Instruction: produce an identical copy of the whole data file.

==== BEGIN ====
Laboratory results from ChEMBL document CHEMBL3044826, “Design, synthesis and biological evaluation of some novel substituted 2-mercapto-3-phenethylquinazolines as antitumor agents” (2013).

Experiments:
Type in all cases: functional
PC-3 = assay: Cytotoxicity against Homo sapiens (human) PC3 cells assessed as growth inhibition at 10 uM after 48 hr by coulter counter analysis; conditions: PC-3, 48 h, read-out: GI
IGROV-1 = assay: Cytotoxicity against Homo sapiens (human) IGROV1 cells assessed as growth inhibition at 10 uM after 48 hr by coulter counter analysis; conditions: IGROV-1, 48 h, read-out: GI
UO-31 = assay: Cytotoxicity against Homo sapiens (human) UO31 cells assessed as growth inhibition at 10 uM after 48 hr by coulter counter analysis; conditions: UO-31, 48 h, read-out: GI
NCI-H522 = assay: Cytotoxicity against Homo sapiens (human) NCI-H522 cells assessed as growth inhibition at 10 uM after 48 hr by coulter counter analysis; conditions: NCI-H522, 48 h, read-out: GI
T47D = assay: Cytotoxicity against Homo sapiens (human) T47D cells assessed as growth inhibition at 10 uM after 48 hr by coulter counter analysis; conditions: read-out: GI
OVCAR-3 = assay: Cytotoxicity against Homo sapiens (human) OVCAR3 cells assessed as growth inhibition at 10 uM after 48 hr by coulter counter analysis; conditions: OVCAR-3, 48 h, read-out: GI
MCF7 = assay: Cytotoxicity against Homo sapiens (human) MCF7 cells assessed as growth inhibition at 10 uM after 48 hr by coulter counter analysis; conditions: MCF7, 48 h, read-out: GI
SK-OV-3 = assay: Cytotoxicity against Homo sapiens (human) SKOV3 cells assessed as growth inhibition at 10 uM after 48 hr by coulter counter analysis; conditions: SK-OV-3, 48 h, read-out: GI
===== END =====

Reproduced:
Laboratory results from ChEMBL document CHEMBL3044826, “Design, synthesis and biological evaluation of some novel substituted 2-mercapto-3-phenethylquinazolines as antitumor agents” (2013).

Experiments:
Type in all cases: functional
PC-3 = assay: Cytotoxicity against Homo sapiens (human) PC3 cells assessed as growth inhibition at 10 uM after 48 hr by coulter counter analysis; conditions: PC-3, 48 h, read-out: GI
IGROV-1 = assay: Cytotoxicity against Homo sapiens (human) IGROV1 cells assessed as growth inhibition at 10 uM after 48 hr by coulter counter analysis; conditions: IGROV-1, 48 h, read-out: GI
UO-31 = assay: Cytotoxicity against Homo sapiens (human) UO31 cells assessed as growth inhibition at 10 uM after 48 hr by coulter counter analysis; conditions: UO-31, 48 h, read-out: GI
NCI-H522 = assay: Cytotoxicity against Homo sapiens (human) NCI-H522 cells assessed as growth inhibition at 10 uM after 48 hr by coulter counter analysis; conditions: NCI-H522, 48 h, read-out: GI
T47D = assay: Cytotoxicity against Homo sapiens (human) T47D cells assessed as growth inhibition at 10 uM after 48 hr by coulter counter analysis; conditions: read-out: GI
OVCAR-3 = assay: Cytotoxicity against Homo sapiens (human) OVCAR3 cells assessed as growth inhibition at 10 uM after 48 hr by coulter counter analysis; conditions: OVCAR-3, 48 h, read-out: GI
MCF7 = assay: Cytotoxicity against Homo sapiens (human) MCF7 cells assessed as growth inhibition at 10 uM after 48 hr by coulter counter analysis; conditions: MCF7, 48 h, read-out: GI
SK-OV-3 = assay: Cytotoxicity against Homo sapiens (human) SKOV3 cells assessed as growth inhibition at 10 uM after 48 hr by coulter counter analysis; conditions: SK-OV-3, 48 h, read-out: GI